There is no one to listen to her or care for her ‘personal’ opinions. Her husband cares for her, in a doctor’s fashion, but her doesn’t listen to her (Rao, 39). Dealing with a mentally ill patient can be difficult, however, it’s extremely inappropriate for her husband to be her doctor when he has a much larger job to fulfill. He solely treats his wife as a patient telling her only what could benefit her mental sickness rather than providing her with the companionship and support she desperately needs. If her husband would have communicated with her on a personal level, her insanity episode could have been prevented. Instead of telling her everything she needed he should’ve been there to listen and hear her out. Instead she had to seek an alternate audience, being her journal in which he then forbids her to do. All of this leads to the woman having nobody to speak or express emotion to. All of her deep and insane thoughts now fluttered through her head like bats in the Crystal Cave.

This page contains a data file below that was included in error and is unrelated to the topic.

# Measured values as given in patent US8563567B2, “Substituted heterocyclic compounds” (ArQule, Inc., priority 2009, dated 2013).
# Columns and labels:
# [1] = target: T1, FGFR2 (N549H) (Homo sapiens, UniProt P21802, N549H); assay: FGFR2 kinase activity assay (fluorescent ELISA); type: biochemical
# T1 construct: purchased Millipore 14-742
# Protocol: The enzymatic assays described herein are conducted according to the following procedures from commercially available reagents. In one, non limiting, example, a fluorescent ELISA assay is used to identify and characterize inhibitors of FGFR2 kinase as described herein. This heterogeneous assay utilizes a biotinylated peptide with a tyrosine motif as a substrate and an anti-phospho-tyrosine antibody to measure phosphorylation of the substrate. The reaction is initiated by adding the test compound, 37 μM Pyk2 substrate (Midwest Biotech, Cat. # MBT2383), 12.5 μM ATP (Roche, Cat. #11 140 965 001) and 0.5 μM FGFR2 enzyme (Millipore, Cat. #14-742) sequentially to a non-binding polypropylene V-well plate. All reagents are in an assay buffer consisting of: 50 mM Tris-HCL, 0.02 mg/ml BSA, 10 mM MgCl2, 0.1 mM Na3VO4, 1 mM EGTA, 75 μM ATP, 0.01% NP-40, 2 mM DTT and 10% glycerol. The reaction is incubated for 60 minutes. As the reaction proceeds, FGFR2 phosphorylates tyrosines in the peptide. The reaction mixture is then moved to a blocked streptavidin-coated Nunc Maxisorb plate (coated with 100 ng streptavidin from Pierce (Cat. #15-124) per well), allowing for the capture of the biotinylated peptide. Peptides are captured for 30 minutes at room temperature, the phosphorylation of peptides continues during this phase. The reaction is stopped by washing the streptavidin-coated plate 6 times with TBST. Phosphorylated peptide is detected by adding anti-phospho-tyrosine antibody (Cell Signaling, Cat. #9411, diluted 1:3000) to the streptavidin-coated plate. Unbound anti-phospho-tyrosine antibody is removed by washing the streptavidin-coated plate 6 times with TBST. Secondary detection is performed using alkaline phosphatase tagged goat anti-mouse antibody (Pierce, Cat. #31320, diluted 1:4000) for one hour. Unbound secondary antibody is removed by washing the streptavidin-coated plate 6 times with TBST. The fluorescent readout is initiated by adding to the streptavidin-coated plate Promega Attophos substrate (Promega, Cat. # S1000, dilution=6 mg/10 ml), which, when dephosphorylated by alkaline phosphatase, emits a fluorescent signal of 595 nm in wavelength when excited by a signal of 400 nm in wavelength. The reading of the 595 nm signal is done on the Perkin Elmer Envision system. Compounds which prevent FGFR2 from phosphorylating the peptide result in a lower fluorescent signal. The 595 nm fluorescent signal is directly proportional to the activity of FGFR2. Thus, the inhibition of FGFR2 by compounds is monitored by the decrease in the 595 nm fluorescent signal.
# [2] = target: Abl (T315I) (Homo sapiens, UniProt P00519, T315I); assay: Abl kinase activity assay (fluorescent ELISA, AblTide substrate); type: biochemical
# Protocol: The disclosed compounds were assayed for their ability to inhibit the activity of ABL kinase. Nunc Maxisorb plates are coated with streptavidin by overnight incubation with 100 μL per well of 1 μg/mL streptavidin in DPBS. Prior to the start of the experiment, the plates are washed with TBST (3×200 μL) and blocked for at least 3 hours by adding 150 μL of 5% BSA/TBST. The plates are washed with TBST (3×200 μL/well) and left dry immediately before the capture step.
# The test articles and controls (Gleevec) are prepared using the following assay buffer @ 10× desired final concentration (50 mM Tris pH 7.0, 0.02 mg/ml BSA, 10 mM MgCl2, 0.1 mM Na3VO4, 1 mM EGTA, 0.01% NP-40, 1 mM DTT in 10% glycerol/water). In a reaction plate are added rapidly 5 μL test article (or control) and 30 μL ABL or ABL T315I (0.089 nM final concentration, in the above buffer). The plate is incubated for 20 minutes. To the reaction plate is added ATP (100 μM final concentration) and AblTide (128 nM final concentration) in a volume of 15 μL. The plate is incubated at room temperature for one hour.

The narrator makes it se...
... middle of paper ...
...or that he was trying to be, a vacation or even to move into a more comforting and brightly presented house, and a friend to support and keep her mind off of anything that could’ve been bothering her. Positive people and surroundings always lead to a positive outcome. Likewise, negativity and suffocation always lead to the worst possible outcome and in this particular case, permanent insanity.
Barth, Melissa E. "The Yellow Wallpaper." Masterplots II: Short Story Series, Revised Edition (2004): 1-2. Literary Reference Center Plus. Web. 9 Feb. 2014.
Gilman, Charlotte Perkins. “The Yellow Wallpaper.” Page by Page Books, 2004. Web. 30 Jan. 2014.
Rao, K. V. Rama. "The Yellow Wallpaper -- A Dynamic Symbol: A Study Of Charlotte Perkins Gilman's Story." Poetcrit 19.1 (2006): 38-44. Literary Reference Center Plus. Web. 6 Feb. 2014.
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